The purpose of this assignment is to discuss and analyse the reasons for and the backgroung behind the incresing speed of decision making as organisations find themeselves in an increasingly competitive environment.
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'The pace of decision making continues to increase as organisations find themeselves in an increasingly competitive environment.' INTRODUCTION The purpose of this assignment is to discuss and analyse the reasons for and the backgroung behind the icresing speed of decision making as organisations find themeselves in an increasingly competitive environment. In the first half of the essay I wpuld like to discuss the theoretical backgroung, than support them with examples and finally to draw conclusion. DISCUSSION Decision speed has been found to be a vital factor in influencing firm performance in high velocity environments1. This finding -inductively derived in the study by Bourgeois and Eisenhardt- was deductively tested and quantitatively supported by Judge/Miller who argued: "The conclusion that (decision) speed and performance are associated is certainly in keeping with the experiences of a growing number of corporations that are relying on organizational speed to improve their financial performance. For example, Bower and Hout argued that organizations that make fast decisions 'are like World War II fighter pilots- they win by making faster decisions which preempt the opposition's moves." According to Judge/Miller it is due to the increasingly global markets and shortened product life cycles that the attention given to speed of the strategic decisionmaking process is growing. Stalk from the Boston Consulting Group and Thomas state that: "the ways leading companies manage time represent the most powerful new sources of competitive advantage."
(2) Timing and number of alternatives: The greater the number of alternatives considered simultaneously, the greater the speed of the strategic decision process. But multiple alternatives are likely to slow the strategic decision process. So 'multiple alternatives' as comprehensiveness, which includes being "exhaustive or inclusive in the generation and evaluation of alternatives." In addition a similar conclusion5 can be reached that multiple alternatives accelerate cognitive processing and hence, decision-making speed. Other justifications for this positive correlation include perceiving multiple alternatives as a form of fallback position. If one alternative fails, executives can quickly shift to a new one Additionally, having simultaneous alternatives reduces the 'escalation of commitment' to any one option6. This implies that decision makers who pursue multiple options have a lower psychological stake in any one alternative and thus, can quickly shift between options if they receive negative information on any alternative. (3) Power and the role of counselors: The greater the use of experienced counselors, the greater the speed of the strategic decision process. The fact that political factors influence the pace of decisions has initially been pointed out that resistance by influential people was a leading cause of delay in making strategic decisions. Alternatively, when few executives are involved, a decision process can be rapid. For example autocratic decision-making in situations in which speed is essential. According to this perspective, centralized power quickens decisionmaking.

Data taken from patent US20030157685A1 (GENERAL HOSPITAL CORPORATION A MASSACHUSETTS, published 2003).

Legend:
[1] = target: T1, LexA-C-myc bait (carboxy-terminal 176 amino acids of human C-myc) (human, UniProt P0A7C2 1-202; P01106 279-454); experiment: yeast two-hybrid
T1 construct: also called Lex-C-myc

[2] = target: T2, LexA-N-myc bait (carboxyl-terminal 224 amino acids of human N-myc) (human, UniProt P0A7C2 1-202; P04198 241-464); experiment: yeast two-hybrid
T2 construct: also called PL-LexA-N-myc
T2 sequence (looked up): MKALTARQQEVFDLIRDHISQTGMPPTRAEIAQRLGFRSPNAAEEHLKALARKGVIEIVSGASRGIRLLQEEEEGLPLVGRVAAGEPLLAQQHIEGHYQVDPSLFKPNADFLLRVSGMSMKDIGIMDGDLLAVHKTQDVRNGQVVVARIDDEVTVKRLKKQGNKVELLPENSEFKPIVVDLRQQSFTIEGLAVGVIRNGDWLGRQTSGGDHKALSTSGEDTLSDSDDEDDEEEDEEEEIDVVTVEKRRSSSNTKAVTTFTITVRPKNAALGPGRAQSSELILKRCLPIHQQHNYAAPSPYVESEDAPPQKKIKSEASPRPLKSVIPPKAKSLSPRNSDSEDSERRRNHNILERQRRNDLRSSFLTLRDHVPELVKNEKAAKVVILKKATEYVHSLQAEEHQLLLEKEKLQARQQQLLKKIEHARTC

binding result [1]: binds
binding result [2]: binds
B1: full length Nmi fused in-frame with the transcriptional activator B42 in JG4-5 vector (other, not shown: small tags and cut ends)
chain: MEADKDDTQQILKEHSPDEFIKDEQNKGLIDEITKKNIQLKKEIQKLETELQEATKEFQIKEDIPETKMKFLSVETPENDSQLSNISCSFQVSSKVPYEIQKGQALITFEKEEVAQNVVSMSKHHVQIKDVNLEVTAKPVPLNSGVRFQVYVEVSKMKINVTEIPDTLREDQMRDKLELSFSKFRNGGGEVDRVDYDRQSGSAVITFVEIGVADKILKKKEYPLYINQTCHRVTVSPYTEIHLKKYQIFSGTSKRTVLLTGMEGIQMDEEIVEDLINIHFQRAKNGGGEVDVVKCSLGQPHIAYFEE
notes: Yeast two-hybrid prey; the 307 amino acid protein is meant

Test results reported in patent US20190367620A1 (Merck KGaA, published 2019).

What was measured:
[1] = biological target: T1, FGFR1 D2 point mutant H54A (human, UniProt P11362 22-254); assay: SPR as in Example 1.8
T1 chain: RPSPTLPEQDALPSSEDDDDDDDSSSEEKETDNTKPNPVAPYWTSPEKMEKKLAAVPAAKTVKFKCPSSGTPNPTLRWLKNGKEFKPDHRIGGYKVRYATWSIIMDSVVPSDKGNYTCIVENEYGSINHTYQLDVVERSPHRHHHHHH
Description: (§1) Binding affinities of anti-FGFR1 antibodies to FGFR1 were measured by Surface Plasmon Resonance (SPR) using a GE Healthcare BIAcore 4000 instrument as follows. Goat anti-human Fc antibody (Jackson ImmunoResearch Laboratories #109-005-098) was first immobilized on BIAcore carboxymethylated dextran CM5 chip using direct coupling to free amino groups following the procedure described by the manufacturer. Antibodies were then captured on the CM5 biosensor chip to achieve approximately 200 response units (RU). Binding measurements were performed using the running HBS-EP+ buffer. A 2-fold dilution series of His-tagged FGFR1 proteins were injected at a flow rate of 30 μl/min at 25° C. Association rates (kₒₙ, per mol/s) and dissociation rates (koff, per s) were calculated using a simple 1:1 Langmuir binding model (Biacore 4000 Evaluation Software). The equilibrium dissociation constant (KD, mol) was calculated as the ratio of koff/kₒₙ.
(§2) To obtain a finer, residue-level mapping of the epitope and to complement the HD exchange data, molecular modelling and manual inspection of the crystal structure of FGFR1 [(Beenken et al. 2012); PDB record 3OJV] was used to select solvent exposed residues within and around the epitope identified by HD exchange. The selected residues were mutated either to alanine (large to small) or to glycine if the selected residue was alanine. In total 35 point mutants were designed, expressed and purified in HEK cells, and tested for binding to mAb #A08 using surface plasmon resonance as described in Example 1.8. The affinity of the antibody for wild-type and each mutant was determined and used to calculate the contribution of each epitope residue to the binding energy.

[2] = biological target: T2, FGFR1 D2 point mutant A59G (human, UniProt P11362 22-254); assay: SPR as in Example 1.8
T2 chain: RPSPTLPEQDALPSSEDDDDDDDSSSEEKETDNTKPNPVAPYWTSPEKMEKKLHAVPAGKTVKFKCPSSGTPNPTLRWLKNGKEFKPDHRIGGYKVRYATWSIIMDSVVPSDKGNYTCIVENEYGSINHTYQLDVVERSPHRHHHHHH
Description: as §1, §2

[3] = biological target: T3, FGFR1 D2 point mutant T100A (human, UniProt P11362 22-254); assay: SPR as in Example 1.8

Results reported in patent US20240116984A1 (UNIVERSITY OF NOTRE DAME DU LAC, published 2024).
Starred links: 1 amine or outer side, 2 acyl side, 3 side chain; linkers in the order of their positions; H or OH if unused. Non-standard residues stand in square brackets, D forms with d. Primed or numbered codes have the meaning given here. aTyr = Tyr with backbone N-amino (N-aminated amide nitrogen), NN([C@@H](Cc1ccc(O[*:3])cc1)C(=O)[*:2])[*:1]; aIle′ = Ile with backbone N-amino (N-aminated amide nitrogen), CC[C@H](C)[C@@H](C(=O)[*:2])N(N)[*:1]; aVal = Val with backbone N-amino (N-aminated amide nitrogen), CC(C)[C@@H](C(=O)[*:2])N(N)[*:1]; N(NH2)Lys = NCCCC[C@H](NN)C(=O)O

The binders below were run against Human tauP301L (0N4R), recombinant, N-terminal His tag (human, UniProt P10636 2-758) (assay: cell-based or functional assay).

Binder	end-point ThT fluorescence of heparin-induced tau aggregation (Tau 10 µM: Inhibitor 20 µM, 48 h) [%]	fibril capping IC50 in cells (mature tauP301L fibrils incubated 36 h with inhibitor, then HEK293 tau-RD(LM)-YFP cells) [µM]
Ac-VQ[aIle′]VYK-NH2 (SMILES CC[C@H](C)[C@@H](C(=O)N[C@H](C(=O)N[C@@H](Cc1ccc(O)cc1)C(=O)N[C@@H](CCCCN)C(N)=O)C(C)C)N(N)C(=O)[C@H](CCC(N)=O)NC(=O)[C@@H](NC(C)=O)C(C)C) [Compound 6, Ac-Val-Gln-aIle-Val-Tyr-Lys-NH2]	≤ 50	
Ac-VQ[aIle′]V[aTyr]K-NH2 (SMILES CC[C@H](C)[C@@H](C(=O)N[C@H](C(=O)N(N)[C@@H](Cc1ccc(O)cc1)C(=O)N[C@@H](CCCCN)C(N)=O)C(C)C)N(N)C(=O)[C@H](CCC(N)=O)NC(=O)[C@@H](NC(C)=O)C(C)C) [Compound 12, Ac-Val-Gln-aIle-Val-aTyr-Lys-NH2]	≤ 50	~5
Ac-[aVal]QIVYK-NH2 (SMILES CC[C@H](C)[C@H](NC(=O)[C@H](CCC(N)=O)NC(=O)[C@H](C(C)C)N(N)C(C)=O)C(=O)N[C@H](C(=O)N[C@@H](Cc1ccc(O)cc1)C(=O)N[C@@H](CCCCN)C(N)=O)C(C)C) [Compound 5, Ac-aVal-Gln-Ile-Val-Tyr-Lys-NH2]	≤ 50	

These people were called counselors by Eisenhardt. Slow teams either had no counselor or had a less experienced executive in the counselor role. Speed, fragments, and decision integration The final critical difference lies in what she calls the web of relationships among the decisions. Fast teams attempted to integrate strategic decisions with one another and with tactical plans. Slower teams did not try to connect or integrate these strategic decisions. Decision integration helps executives to analyze the viability of an alternative more quickly. It helps them cope with the ambiguity of high stakes decision making. The development of concrete ties with other major decisions and decision details may alleviate the anxiety that can plague executives as they face high-stakes decisions. CONCLUSION How does strategic decision speed link to performance? Faster decision making is associated with better performance. Eisenhardt hypothesizes that slow decision makers learn less. Executives learn by making decisions, but if they make few decisions, as slow decision makers do, they learn very little. The teams making fast decisions engage in behaviours to cope with this anxiety & build confidence. One tactic is to rely on the counsel of experienced executives. Another tactic is to tie together strategic decisions and concerete operating plans. Fourth, the findings link fast decision making with effective performance. These findings suggest a configuration of cognitiv e, political, and emotional processes that are associated with rapid closure on major decisions.
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